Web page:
WHO and artemisinin resistance

Wednesday, 19/10/2016


What exactly is artemisinin?



World Health Organization which is abbreviated as WHO is concerned with worldwide public health and is a specialized agency of the United Nations. WHO and artemisinin resistance has been in the news for a while now but before digging deeper, it is important to have a concrete understanding about artemisinin itself. So, coming to the important questing here, what exactly is artemisinin?
Artemisinin and its derivatives are of medical use which isolated from sweet wormwood. Artemisinin is of primary importance for treating malaria for reducing the number of plasmodium parasites from the patient who is suffering from malaria. The connection of artemisinin resistance WHO recommends first line treatment of malaria by artemisinin based combination therapies which is also known as ACTs. It has reduced global malaria rate especially for its enormous success which were part of ACTs. Its enormous success was the reason why its treatment increased globally to 337 million from 11 million in just about eight to nine years. The role artemisinin play is to reduce the parasite load of the treatment during the first three days while the partner drug works in removing the remaining parasite. The artemisinin compound doesn’t clear out all parasites by three days in patients who are infected with artemisinin resistant strains of malaria. Though they are still cured as a part of a longer treatment, if only they are treated with an ACT containing a partner drug. WHO currently recommends 5 different types of ACTs. As of July 2016 it is confirmed that patients with artemisinin resistant parasites still recover after treatment if only they are treated with partner drug containing ACT. However, there is still a risk that multi-drug might emerge in other parts of sub regions as well. The artemisinin resistance is a consequence of several factors like lack of proper treatment, inadequate patient adherence and substandard drug quality. The geographical scope of this problem has widen quickly. In 2013, researchers identified a molecular marker, mutations in the Kelch 13 (K13) propeller domain were shown to be associated with delayed parasite clearance in vitro and in vivo. The marker could allow for a more detailed mapping and monitoring of the geographical distribution of resistance. It is also possible to enable retrospective mapping for resistance in large number of settings. WHO is working on the same, to map the presence of artemisinin resistance. The global plan to tackle this issue contains a set of technical recommendation on how to prevent and contain existing resistance from emerging anywhere else. WHO is also working with other countries which are affected so that they can ensure a rapid scale of malaria intervention. Global technical strategy for malaria, strategy for malaria elimination are some of the strategies made to address this issue.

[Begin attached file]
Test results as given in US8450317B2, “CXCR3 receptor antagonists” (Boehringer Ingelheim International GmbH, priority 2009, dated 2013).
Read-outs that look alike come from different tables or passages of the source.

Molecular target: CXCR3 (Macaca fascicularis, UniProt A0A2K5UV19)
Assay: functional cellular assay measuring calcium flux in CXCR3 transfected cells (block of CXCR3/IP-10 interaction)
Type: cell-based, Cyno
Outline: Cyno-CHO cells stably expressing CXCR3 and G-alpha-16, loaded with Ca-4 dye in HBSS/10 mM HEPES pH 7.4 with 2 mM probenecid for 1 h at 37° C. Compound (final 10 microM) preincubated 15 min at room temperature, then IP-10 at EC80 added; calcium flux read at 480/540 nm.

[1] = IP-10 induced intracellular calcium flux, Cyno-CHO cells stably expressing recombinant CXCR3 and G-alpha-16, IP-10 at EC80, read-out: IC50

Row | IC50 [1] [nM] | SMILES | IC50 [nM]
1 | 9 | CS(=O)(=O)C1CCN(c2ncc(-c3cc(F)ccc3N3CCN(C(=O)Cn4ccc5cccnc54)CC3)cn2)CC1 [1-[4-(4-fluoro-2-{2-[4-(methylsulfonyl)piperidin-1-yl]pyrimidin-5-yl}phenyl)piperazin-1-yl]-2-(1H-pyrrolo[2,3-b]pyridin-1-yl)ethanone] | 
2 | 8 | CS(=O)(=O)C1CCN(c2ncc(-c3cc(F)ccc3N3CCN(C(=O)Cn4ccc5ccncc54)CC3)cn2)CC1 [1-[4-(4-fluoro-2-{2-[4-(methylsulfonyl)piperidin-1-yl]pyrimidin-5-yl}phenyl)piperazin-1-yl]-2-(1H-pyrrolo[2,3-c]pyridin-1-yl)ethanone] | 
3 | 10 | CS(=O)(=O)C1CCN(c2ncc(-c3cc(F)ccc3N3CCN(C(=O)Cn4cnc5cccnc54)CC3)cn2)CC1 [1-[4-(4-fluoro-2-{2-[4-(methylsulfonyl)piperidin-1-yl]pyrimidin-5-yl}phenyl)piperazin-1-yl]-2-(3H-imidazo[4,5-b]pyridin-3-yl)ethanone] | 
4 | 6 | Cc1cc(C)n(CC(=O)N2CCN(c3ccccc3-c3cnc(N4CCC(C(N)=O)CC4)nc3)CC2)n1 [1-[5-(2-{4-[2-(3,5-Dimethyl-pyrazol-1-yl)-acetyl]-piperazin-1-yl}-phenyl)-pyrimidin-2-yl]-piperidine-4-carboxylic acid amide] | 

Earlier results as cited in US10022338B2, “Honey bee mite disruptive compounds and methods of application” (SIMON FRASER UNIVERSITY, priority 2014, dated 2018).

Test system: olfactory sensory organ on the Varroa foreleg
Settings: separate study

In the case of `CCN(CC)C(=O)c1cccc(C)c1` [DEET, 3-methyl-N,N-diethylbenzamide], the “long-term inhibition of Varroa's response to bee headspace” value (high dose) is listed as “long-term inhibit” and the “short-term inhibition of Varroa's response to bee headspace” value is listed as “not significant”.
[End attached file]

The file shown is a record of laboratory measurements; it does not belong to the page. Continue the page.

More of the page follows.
The need of endemic countries to address the issue



However, making strategies aren’t the only thing, implementing the same are also needed and to implement it, financial resources are needed with political commitments that are long term. Cross border cooperation is also needed to improve the situation. The reason why this issues goes unaddressed because the endemic countries do not take active participation in these kinds of strategies. Hence, the government of endemic countries should take active participation and they need to take targeted measures to remove oral artemisinin based therapies and anti-malarial that do not meet international standard. African and Asian continent should take additional measures as they are the targeted countries in this matter. These continents should engage most of its resources to address the problem. One of the challenges is to strengthen roots of pharmaceutical regulations in countries which are facing these problems. Even WHO recommends the emergence of artemisinin resistance. Coming to the pharmaceuticals regulations, prescribed drugs should be made mandatory. Countries, especially like India where pharmaceutical regulations aren’t taken seriously at all should take notice of the same. Even today, medicines containing harmful drugs are given without any further questions and that too without prescription. The same should be stopped so that it can be one of first step to strengthen pharmaceutical regulations.

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